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In this section we have spot diagnoses posted on a daily basis since June 2010, now over 1700! You can review the archived cases and read the suggested diagnoses by users and the final comment by Dr Uma Sundram, the Editor-in-Chief and main spot diagnosis host. Case are uploaded each week day by 10 a.m. UK time with the correct diagnosis will generally be posted at 8 p.m. UK time. Why not view the most recent spot diagnosis and proffer a diagnosis?

Case Number : Case 2084 - 1 June 2018 Posted By: Dr. Richard Carr

Please read the clinical history and view the images by clicking on them before you proffer your diagnosis.
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F70. Vaginal Cyst

Edited by Admin_Dermpath


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msofopoulos

Posted

Looks like a Fibroepithelial (stromal) Polyp

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Agree. Just a little bit unusual because looks like there is a discrete hypocellular spindle cell nodule separated from the overlying mucosa by normal vaginal stroma.

Just for fun, any Desmin, CD34, or ER stains?

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Anil Patki

Posted

Vulval vestibular papillomatosis. 

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Raul Perret

Posted

Fibroepithelial stromal polyp

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vincenzo polizzi

Posted

Angiofibroma, hypocellular variant. 

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Although the one that I have seen is usually more cellular, the immunopositivity for Desmin support the diagnosis of superficial cervicovaginal myofibroblastoma. The lesion is probably also positive for CD34 and ER. I personally think superficial cervicovaginal myofibroblastoma is probably a variant of fibropithelial stromal polyp, just somehow positive for Desmin.

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Superficial cervicovaginal myofibroblastoma: fourteen cases of a distinctive mesenchymal tumor arising from the specialized subepithelial stroma of the lower female genital tract.

Hum Pathol. 2001 Jul;32(7):715-25.

Abstract

The clinicopathologic features and immunohistochemical profiles of 14 cases of a distinctive mesenchymal tumor that arises in the superficial lamina propria of the cervix and vagina and is histologically distinguishable from mesodermal (fibroepithelial) stromal polyp, including the cellular (pseudosarcomatous) variant, angiomyofibroblastoma, aggressive angiomyxoma, and other well-recognized lesions that occur in this location, are described. The lesions presented as a polypoid (n = 10) or nodular (n = 4) mass in the vagina (n = 12) or cervix (n = 2) of women ranging in age from 40 to 74 years (median, 58 years). The tumors were subepithelial in location, were well circumscribed, and ranged in size from 1 to 6.5 cm. (mean, 2.7 cm). Microscopically, the process was moderately to highly cellular and composed of relatively bland spindled and stellate-shaped mesenchymal cells embedded in a finely collagenous stroma that was punctuated by myxoid and edematous foci in 9 cases. The lesions characteristically had a multipatterned architecture with tumor cells focally assuming a lacelike/sievelike growth pattern in the more stroma-rich areas of the tumor and a vague fascicular growth pattern in the more cellular foci. Mitotic activity was minimal, and no atypical mitotic figures were identified. The tumors were immunoreactive (in decreasing order of relative strength) for vimentin (5 of 5 cases), estrogen (10 of 10 cases), and progesterone (10 of 10 cases) receptors, desmin (13 of 13 cases), CD34 (11 of 13 cases), alpha-smooth muscle actin (5 of 11 cases), and muscle-specific actin (2 of 8 cases). The desmin and CD34 antibodies highlighted the interconnecting, dendritic processes associated with many of the tumor cells. No immunoreactivity was detected for S100 protein, epithelial membrane antigen, or keratins. Follow-up data for 11 patients (range, 1 to 20 years; median, 4 years) showed no recurrence or metastasis after local excision. The term "superficial cervicovaginal myofibroblastoma" is proposed because it reflects the distinguishing features of this benign, relatively site-specific mesenchymal tumor. The process probably arises as a neoplastic proliferation of hormonally responsive mesenchymal cells native to the unique subepithelial stromal layer normally found through the endocervix and vulva of adult women.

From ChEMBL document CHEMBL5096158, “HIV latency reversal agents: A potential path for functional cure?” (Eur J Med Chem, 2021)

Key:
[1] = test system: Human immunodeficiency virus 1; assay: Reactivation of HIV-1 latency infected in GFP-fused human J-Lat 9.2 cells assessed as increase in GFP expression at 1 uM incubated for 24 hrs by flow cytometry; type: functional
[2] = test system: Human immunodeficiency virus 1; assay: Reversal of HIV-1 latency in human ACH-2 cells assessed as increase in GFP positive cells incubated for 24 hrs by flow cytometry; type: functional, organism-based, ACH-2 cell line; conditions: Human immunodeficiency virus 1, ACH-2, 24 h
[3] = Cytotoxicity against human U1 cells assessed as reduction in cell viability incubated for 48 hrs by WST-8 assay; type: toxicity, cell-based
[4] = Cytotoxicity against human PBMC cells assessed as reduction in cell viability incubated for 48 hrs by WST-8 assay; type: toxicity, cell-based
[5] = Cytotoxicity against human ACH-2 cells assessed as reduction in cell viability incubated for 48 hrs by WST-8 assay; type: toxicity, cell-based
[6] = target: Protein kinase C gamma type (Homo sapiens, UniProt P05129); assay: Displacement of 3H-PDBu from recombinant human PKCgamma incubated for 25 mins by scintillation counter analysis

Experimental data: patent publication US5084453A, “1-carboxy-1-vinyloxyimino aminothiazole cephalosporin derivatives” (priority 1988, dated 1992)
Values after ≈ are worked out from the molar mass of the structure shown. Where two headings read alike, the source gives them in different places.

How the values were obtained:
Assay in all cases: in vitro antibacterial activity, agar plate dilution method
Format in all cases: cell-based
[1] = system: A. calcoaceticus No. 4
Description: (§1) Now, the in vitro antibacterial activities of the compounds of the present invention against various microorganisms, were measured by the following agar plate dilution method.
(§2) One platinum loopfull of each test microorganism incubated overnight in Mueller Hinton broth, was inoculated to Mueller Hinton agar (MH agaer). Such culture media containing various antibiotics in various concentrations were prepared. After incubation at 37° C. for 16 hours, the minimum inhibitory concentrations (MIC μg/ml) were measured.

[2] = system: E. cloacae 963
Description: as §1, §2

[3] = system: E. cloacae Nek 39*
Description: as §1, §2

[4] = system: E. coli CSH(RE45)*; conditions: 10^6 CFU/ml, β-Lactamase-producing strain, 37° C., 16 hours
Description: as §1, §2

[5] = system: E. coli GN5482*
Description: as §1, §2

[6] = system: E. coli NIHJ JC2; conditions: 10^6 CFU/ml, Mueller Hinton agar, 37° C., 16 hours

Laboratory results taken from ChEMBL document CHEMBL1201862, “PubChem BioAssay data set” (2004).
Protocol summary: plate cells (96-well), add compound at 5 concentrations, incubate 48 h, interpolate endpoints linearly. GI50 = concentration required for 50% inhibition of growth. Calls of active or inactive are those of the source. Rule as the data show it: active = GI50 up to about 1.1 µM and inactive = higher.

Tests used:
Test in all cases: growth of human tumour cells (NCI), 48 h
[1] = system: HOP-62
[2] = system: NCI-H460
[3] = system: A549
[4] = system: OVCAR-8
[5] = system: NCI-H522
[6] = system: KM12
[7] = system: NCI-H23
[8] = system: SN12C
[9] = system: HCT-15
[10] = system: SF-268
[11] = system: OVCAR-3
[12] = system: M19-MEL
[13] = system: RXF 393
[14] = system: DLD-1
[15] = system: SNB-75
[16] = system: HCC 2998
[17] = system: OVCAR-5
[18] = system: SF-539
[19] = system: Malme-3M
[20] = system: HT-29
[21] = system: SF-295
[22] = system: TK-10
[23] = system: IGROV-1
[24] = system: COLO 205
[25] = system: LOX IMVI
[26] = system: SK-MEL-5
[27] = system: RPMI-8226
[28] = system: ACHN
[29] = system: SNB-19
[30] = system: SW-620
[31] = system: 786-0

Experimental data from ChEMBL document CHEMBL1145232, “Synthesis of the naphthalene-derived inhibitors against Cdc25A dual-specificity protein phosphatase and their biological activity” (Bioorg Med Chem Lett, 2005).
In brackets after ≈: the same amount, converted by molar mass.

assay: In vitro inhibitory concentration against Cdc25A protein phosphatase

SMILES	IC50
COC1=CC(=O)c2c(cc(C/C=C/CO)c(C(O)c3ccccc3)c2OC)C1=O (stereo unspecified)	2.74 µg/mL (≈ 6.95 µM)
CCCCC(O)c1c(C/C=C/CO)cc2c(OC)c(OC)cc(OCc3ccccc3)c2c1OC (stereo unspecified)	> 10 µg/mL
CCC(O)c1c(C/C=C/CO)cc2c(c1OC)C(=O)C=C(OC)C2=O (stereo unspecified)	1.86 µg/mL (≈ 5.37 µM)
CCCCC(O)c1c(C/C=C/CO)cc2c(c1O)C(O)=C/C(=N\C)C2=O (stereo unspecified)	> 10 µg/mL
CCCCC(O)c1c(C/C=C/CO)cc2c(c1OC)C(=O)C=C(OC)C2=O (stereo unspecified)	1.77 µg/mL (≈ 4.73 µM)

Because I think it's just a variant of fibroepithelial stromal polyp in the uterine cervix and vagina, I agreed with the diagnosis that most colleagues have suggested. I have seen only 2 or 3 cases so far (but I probably missed a lot because I did not want to do immunohistochemical studies for a benign lesion), and they just looked like a cellular  fibroepithelial stromal polyp.  If I have to do immunostaining, just for fun to bring attention to a not well known type of lesion in that area, I would just do Desmin (just to confuse the younger colleagues). CD34 is positive for a lot of spindle cell lesions, so I probably would not do, but according to the original article, they are positive (and I think the cases that I saw were positive too).

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Dr. Richard Carr

Posted

I was shown this case by a relatively experienced colleague who'd favoured leiomyoma and already done the makers I think. I also thought it fitted nicely with vulvo-vaginal fibroepithelial stromal polyp. Thanks for the great comments and reference. We did not do the ER or CD34.

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